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This is a story about a family pharmaceutical company founded in 1943, a leader in innovation with a presence in five continents and more than 70 countries. And like any good story, it has a beginning, a middle, and an end...
Over the years, the company has adapted to market challenges, societal and technological advances, and business needs. It has always been a benchmark in its sector and looked to the future with a long-term plan of offering innovative healthcare solutions. If we were to finish the beginning of this story with one word, it would be «resilience.»
The company's management board realized that the strategic business paradigm had changed. In the new paradigm, "data" is the most valuable asset. This presented a new challenge for the company; they needed a data strategy.
If the most valuable asset is data, how will they realize its full potential without a strategy, and how will this strategy be successful without aligning it to the business strategy? Can you imagine how this story will end? Let's move on...
The CEO's response to this new challenge was to create a Data & Analytics business unit under the CIO's responsibility. It was a strategic area within the Digital Transformation unit, and it played a crucial role in the Data Strategy. Now, both the CIO and CDO had a new challenge... And so it was.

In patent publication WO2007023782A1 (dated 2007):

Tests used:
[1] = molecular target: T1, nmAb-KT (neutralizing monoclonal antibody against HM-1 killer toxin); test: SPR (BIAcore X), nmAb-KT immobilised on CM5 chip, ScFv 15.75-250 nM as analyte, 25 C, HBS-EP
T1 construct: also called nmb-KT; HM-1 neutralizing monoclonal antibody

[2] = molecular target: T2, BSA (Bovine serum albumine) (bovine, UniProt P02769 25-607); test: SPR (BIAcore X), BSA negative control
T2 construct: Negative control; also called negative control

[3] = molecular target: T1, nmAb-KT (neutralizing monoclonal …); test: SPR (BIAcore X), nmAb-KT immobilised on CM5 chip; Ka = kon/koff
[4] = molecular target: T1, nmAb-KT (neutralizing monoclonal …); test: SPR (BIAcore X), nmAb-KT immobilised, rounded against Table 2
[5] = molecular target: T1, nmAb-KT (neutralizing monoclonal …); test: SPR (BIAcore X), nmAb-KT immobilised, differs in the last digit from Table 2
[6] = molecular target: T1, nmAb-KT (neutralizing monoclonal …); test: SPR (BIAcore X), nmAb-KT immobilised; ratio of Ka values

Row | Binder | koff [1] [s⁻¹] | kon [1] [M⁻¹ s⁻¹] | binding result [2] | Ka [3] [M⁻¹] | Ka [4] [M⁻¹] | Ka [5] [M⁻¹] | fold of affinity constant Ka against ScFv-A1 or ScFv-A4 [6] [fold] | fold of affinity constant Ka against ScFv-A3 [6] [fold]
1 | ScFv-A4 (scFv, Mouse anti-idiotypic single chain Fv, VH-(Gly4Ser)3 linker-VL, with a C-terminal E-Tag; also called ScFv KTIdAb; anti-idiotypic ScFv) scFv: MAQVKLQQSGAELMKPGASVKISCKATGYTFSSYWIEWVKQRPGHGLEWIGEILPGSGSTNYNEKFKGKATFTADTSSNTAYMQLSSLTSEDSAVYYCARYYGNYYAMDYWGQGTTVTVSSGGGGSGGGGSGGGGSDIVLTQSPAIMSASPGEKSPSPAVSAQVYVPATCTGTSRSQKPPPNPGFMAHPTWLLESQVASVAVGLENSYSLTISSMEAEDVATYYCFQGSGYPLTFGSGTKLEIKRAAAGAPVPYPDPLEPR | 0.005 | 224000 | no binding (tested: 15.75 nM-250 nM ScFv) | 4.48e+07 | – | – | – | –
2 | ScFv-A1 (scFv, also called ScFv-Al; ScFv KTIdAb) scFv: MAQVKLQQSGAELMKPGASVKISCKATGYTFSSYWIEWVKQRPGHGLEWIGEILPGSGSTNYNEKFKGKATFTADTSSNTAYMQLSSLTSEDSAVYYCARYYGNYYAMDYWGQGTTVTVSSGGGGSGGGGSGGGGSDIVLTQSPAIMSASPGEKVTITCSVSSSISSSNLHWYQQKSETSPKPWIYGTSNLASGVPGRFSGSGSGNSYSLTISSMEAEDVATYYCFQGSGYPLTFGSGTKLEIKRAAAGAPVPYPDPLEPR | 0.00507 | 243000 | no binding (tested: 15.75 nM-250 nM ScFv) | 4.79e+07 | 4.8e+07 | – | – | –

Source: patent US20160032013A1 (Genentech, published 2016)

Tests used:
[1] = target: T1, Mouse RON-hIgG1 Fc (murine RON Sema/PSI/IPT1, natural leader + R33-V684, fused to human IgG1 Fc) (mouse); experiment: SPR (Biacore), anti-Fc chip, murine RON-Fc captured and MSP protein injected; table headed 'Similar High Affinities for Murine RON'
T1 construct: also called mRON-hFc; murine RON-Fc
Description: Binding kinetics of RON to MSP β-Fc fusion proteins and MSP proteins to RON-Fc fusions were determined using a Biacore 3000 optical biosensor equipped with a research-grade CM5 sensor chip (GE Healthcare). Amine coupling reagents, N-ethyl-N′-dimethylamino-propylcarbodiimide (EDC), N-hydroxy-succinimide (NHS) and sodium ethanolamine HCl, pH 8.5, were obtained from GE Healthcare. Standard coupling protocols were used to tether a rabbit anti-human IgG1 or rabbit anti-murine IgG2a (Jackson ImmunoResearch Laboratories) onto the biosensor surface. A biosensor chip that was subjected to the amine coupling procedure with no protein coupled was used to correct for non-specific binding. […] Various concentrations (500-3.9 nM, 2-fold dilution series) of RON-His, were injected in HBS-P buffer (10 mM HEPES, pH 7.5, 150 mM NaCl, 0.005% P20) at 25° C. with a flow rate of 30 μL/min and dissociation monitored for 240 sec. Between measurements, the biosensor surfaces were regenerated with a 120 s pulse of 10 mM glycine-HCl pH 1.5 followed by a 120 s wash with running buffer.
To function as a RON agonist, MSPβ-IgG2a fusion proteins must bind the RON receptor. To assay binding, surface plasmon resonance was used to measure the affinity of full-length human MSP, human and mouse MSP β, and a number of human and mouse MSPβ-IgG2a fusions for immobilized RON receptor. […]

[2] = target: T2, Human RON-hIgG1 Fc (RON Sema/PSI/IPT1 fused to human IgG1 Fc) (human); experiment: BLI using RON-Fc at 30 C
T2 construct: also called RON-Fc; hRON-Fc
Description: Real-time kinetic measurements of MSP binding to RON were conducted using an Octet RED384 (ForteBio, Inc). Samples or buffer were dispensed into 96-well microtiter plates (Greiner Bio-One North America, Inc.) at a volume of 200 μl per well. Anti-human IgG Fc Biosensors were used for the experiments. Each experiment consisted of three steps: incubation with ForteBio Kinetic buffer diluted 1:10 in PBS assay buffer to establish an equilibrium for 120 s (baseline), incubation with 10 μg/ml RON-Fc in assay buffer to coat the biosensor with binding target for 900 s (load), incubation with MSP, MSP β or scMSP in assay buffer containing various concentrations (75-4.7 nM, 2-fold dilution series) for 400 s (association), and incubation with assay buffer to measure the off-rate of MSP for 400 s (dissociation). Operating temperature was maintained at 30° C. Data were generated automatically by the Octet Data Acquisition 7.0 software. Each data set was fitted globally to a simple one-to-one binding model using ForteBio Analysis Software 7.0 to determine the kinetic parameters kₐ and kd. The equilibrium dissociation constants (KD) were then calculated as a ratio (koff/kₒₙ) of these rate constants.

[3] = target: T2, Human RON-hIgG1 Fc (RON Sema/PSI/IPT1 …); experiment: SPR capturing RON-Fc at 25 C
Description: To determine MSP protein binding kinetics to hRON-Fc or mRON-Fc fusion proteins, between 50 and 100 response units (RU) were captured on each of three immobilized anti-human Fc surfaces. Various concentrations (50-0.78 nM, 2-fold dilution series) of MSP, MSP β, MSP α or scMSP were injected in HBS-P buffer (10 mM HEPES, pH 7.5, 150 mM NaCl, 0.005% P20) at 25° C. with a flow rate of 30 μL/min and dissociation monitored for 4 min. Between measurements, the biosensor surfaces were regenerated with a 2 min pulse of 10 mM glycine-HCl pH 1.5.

Data is the most valuable asset, and management has a new challenge.
The first thing the CIO did was perform a situational analysis with the help of a specialized Data & Analytics Consultant to figure out where to begin.
Their key conclusion was that the company needed a stronger data culture in every area of the business. They needed to promote the importance of data, train all teams on their terminology or "data language," and educate everyone on the benefits of data-driven processes. Only then could they successfully carry out a data strategy.
The CIO and the Data & Analytics Consultant determined that a critical pillar in the company's data strategy was a data culture program. They proposed this initiative to the CEO to align with the other strategic objectives.
They conducted this program to train the Management Board, Data Citizens, and the Data & Analytics teams on new trends and advanced analytics. The program covered vital concepts, objectives, and the benefits of a data strategy and how to execute it.
After the program was complete, and because of the strong leadership of senior management, every area of the business understood that data is a valuable asset for achieving objectives.
The story doesn't end here, but it will certainly have a happy ending because the company is now aware of the importance of data. This achievement is a small step for senior management, but a giant leap for the company.
Read the e-Book, Data Strategy: from a practical and real point of view.
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